South Carolina Injury Attorneys
Can Filing a Workers’ Compensation Claim Affect Future Employment?

Can Filing a Workers’ Compensation Claim Affect Future Employment?

An on-the-job injury can leave an employee unable to work for an extended period of time. Even if you anticipate returning to work eventually, you may be concerned about how filing a workers’ compensation claim could affect your employment in the future.

Filing a workers’ compensation claim should not have any impact on your future employment. Recovering compensation following a work injury is your right as a worker.

Disability Classifications

Workers’ compensation cases often involve a classification of the injury victim’s disability level: Temporary total disability, temporary partial disability, permanent total disability, or permanent partial disability. Injured workers sometimes worry that this classification will define their working ability forever, but this is not the case.

The purpose of these classifications is only to determine the level of injury caused by a work accident, and its effect on their ability to work. It will not necessarily define your ability to work once you have healed from the work injury, and therefore should not impact your future employment.

Alternative Work and Modified Work

When a work injury victim returns to work following an on-the-job accident, they may participate in alternative work or modified work. Whether or not an injury victim will need to continue working in an alternative or modified capacity will depend on the severity of injury. It’s possible that the adjustments to your job will only last until you recover from your injury.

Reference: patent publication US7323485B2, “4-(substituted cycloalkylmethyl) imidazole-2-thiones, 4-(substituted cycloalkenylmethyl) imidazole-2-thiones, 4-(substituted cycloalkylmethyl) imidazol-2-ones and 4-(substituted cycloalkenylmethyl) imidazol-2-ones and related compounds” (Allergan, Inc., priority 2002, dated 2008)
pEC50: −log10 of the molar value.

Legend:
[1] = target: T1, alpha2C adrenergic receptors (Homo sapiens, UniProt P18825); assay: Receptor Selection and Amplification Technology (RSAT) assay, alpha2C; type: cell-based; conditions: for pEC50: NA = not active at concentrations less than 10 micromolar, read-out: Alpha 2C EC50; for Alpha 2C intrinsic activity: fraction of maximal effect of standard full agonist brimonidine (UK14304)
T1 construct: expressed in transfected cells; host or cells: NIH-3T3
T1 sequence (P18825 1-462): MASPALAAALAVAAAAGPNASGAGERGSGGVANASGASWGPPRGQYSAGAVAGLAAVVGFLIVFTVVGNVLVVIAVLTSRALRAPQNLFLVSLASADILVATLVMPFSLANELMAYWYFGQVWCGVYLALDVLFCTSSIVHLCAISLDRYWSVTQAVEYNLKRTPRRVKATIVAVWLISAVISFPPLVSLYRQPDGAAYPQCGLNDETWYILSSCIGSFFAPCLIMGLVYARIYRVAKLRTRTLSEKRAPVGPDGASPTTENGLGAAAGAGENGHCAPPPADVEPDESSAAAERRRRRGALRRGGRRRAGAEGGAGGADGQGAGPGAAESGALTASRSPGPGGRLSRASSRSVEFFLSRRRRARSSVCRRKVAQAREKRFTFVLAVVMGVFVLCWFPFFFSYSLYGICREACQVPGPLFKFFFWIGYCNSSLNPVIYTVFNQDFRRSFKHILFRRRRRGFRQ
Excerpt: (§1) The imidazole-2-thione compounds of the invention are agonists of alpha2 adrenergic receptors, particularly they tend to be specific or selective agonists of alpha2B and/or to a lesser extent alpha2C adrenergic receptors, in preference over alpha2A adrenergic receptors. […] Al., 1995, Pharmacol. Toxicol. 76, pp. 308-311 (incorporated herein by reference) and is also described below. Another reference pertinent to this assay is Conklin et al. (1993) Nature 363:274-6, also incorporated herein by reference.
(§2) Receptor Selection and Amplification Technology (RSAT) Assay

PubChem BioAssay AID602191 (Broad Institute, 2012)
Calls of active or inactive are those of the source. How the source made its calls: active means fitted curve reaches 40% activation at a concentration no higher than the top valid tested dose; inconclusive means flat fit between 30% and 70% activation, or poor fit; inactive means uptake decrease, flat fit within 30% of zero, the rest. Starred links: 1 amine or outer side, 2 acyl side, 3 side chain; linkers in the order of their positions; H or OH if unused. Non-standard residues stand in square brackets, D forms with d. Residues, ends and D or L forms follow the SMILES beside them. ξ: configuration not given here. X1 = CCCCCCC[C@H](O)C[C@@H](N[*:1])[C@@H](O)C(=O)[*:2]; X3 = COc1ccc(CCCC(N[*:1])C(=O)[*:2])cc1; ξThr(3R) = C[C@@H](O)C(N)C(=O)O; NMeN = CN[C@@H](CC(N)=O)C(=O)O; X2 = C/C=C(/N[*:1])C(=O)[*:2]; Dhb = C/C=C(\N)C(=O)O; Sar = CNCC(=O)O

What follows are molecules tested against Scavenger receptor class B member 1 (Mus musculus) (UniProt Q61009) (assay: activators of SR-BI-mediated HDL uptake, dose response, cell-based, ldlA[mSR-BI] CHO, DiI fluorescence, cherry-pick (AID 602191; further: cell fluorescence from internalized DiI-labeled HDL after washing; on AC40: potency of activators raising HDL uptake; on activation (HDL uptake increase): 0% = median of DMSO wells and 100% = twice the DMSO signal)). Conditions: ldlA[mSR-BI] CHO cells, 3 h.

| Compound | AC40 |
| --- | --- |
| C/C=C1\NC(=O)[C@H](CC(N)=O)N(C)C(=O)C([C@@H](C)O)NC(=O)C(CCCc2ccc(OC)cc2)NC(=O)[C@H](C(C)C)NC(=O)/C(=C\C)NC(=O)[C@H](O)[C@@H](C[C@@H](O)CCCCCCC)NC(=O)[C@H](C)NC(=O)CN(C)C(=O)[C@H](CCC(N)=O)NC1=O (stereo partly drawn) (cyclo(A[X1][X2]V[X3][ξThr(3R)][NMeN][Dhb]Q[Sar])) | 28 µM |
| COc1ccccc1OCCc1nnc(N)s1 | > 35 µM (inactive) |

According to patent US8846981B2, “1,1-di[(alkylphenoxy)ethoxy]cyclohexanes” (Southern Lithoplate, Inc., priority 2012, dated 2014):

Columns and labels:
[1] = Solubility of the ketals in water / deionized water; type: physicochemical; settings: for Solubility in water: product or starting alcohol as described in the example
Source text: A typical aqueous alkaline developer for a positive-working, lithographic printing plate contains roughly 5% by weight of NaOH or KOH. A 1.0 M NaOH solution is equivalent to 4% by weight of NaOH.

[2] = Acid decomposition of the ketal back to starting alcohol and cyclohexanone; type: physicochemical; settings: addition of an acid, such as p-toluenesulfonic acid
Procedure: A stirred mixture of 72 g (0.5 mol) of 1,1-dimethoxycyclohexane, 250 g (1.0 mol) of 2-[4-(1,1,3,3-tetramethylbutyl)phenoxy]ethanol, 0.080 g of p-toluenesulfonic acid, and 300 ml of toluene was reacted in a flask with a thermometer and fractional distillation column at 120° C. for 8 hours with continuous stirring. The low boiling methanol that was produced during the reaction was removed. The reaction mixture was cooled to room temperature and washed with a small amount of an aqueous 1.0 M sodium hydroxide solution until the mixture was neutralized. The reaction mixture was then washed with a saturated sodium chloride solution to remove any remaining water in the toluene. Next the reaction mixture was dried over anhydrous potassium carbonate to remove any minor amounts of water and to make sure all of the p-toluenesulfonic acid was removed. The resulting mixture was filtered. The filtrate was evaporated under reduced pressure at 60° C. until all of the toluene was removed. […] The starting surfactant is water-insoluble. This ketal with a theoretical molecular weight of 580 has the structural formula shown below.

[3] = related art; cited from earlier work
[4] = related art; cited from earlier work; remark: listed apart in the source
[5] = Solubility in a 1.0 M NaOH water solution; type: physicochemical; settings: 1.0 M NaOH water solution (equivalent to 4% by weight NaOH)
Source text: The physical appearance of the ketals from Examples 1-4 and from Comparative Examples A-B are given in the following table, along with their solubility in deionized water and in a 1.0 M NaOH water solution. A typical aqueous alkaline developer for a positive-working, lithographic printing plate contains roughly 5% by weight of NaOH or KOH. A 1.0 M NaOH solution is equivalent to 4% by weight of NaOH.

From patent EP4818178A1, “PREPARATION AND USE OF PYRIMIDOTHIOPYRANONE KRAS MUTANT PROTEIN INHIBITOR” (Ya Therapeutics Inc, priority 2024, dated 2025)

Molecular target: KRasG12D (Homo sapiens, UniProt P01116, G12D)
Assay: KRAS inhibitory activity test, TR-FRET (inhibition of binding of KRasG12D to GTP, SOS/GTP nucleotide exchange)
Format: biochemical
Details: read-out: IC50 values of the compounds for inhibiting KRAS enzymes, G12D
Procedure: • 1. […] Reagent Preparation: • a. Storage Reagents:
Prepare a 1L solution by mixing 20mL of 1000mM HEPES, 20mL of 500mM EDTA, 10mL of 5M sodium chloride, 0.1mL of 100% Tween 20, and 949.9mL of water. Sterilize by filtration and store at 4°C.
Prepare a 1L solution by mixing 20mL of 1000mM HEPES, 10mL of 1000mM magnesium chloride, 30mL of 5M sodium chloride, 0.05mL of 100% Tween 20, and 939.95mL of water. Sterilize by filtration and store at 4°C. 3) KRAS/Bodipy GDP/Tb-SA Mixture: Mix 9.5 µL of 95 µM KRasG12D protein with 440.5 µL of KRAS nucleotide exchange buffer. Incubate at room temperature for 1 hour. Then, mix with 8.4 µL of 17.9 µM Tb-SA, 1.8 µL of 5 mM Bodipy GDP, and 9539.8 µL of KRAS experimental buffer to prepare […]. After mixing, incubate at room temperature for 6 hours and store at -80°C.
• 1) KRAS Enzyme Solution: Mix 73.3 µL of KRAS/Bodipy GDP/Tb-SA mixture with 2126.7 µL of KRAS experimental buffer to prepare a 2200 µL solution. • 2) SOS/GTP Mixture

Your Rights as an Injured Worker

Filing a workers’ compensation claim should have no effect on your future employment. Recovering compensation following an on-the-job injury is your right as a worker. If you have been denied employment for a reason that is related to a past workers’ compensation claim, the employer has violated your rights. It is possible that an employer may learn of your workers’ compensation case from other sources. However, you have no responsibility — legal or otherwise — to disclose that you have previously filed a workers’ compensation claim when pursuing employment.

Additionally, it is not legal for your current employer to fire or discipline you because you have filed a workers’ compensation claim. Any kind of retaliation that is related to your workers’ compensation claim is a violation of your rights.

For dedicated representation in workers’ compensation case, contact Christian & Christian today. We can help you recover the benefits you deserve and will protect your rights.

If you are interested in speaking with our legal team, complete our contact form or call (864) 408-8890 to schedule a free consultation with our attorneys.

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